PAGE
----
Research areas at RSC

Research areas

Research divisions

The RSC is organized into three broad research divisions: chemical biology, materials chemistry and chemical synthesis.

Biology chemistry

Biological chemistry involves the scientific study of the chemical processes in organisms. This area deals with the structure and function of cellular components, such as proteins, carbohydrates, lipids, nucleic acids, and other biomolecules.

Learn more about Chemical Biology
Material chemistry

Materials chemistry: is a multidisciplinary field that transcends the traditional areas of chemistry, physics, engineering and biology.

Learn more about Materials
Synthesis chemistry

Synthesis is the preparation of substances by way of chemical processes.

Learn more about Synthesis

Research areas

The three research divisions encompass many chemical sub-disciplines. These areas are listed below.

Sensors chemistry

Analytical chemistry and the development of sensors are two closely related fields of chemistry that are focused on the identification and quantification of molecules within complex samples.

Learn more about Analytical Chemistry and Sensors

Catalysis is the acceleration of a chemical reaction by a substance that itself does not undergo change.

Learn more about Catalysis
Computational chemistry

Physical and theoretical chemistry involves the scientific study of macroscopic, microscopic, atomic, subatomic, and particulate phenomena in chemical systems by the application of physics.

Learn more about Computational and Theoretical Chemistry

The greatest challenges facing 21st century are chemical in nature: addressing energy security and the development of sustainable industry, including the transition away from fossil fuels (decarbonisation) and the remediation of contaminated/polluted environments.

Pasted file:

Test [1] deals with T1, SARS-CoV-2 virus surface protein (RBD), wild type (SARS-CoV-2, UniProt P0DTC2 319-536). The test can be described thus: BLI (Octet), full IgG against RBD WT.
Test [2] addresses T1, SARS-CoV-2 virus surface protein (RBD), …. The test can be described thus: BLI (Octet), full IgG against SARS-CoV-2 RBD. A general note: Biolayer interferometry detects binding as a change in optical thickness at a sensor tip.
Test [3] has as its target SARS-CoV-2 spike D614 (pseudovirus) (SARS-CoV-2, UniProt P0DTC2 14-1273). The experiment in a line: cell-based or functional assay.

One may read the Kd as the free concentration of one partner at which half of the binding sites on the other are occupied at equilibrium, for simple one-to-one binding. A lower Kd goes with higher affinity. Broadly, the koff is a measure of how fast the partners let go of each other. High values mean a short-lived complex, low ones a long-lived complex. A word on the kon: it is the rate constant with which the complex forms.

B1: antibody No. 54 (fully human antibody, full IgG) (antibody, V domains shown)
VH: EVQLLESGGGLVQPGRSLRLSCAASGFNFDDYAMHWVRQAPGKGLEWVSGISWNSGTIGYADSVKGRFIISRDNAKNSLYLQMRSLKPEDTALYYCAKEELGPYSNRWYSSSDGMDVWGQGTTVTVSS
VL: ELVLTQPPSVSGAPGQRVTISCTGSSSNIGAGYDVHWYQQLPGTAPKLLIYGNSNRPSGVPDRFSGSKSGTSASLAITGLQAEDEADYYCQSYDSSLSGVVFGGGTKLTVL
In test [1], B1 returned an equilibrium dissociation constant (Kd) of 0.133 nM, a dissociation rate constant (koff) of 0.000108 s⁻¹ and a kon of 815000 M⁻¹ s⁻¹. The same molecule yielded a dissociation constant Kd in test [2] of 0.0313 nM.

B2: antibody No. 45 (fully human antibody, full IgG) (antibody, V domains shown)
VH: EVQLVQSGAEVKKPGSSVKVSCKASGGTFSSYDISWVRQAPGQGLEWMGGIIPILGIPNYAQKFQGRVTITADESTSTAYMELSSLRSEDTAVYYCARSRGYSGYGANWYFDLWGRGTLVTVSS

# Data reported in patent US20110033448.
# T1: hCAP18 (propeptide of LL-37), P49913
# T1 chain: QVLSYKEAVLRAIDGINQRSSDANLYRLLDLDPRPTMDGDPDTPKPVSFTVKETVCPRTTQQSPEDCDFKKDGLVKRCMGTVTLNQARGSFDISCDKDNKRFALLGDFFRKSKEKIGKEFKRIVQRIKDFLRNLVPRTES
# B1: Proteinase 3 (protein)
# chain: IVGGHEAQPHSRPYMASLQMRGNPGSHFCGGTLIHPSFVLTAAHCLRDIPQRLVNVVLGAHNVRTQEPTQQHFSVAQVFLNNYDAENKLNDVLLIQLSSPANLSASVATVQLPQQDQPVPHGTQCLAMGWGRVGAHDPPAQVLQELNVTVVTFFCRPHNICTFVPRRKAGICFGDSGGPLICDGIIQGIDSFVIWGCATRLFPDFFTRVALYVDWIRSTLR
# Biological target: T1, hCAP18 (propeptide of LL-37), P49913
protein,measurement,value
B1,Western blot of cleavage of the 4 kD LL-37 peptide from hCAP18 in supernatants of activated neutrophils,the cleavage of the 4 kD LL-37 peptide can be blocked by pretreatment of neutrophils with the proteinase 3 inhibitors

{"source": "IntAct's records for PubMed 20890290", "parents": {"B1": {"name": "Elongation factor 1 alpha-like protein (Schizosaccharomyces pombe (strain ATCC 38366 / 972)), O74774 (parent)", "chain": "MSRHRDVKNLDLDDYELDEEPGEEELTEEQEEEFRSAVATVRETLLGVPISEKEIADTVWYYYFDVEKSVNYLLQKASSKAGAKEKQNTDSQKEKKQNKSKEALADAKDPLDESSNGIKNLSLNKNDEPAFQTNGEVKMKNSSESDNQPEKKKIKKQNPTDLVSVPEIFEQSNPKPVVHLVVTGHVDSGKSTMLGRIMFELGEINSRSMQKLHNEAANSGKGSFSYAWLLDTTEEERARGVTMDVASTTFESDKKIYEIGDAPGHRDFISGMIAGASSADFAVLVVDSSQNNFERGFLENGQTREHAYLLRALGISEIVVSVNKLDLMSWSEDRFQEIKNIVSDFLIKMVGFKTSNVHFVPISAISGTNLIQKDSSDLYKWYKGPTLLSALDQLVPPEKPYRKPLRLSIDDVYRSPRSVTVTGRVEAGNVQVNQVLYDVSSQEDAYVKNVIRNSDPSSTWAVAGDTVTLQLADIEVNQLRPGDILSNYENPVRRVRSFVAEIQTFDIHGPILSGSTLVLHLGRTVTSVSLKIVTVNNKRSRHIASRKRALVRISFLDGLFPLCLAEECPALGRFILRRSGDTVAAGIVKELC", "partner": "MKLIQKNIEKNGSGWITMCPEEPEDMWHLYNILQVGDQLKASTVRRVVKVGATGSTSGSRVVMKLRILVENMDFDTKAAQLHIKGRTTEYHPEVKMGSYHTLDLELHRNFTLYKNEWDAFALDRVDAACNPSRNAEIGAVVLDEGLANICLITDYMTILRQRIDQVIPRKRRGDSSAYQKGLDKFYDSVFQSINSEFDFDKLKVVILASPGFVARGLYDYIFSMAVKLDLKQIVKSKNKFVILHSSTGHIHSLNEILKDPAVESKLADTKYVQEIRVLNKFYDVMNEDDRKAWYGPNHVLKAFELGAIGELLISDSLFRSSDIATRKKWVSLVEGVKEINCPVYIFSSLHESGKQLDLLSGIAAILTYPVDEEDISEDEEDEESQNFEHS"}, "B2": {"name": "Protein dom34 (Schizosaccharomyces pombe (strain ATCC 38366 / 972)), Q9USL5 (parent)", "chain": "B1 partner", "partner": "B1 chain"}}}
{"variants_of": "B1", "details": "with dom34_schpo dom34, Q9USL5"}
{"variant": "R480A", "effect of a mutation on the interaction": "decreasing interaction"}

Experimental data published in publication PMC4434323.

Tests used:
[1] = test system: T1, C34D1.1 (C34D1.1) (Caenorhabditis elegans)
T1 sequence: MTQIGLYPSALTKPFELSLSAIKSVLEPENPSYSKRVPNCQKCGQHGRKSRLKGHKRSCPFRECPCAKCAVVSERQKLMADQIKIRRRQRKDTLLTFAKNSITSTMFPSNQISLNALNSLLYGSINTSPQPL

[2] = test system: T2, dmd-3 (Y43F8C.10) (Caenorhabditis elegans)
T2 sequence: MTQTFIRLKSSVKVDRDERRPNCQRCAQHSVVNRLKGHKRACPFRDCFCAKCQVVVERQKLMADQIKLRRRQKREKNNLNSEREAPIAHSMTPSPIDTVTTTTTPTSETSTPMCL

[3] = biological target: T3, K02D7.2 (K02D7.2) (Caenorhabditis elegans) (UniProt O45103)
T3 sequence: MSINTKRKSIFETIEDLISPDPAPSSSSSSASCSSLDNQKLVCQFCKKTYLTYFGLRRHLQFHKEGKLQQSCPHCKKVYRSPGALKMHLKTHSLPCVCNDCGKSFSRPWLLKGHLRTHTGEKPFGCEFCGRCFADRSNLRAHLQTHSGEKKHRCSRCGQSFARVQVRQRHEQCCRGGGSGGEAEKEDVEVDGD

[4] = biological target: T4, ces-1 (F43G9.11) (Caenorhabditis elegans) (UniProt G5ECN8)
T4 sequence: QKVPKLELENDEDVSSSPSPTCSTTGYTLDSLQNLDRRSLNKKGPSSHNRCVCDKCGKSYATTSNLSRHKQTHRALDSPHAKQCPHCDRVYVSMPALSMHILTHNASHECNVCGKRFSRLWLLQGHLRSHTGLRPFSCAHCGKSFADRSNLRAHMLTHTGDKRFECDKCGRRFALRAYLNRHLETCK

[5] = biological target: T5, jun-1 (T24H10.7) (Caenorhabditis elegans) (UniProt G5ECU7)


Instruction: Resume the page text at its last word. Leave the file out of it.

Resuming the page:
Learn more about Energy, Environment and Green Chemistry
Nano technology

Materials Chemistry involves the scientific study including the history of a material (its processing) influences its structure, and thus the material's properties and performance.

Learn more about Functional Materials and Interfaces
Inorganic chemistry

Inorganic chemistry involves the scientific study of the structure, properties, composition, reactions, and preparation of all chemical compounds except for the compounds consisting primarily of carbon and hydrogen, which are the focus of organic chemistry.

Learn more about Inorganic Chemistry and Organometallic Chemistry
Medicine Chemistry

Medicinal chemistry is focused on the development of drugs, which could be either small molecules or peptides and proteins, for treatment of disease.

Learn more about Medicinal Chemistry and Drug Development
Organic chemistry

We are increasingly able to manipulate and control the structure and behaviour of individual molecules and even atoms – nanotechnology. This opens up the exciting possibility of controlling the fundamental properties of materials such as colour, strength and electrical conductivity.

Learn more about Organic chemistry
Physics chemistry

Physical and Biophysical Chemistry underpin all other chemical disciplines.

Learn more about Physical and Biophysical Chemistry
Crystal lines

Soft matter deals with colloids, granular matter, liquid crystals, polymers, and other easily deformed materials.

Learn more about Soft Matter

Supramolecular chemistry involves the organized arrangement of molecules via the control and manipulation of intermolecular interactions.

Learn more about Supramolecular Chemistry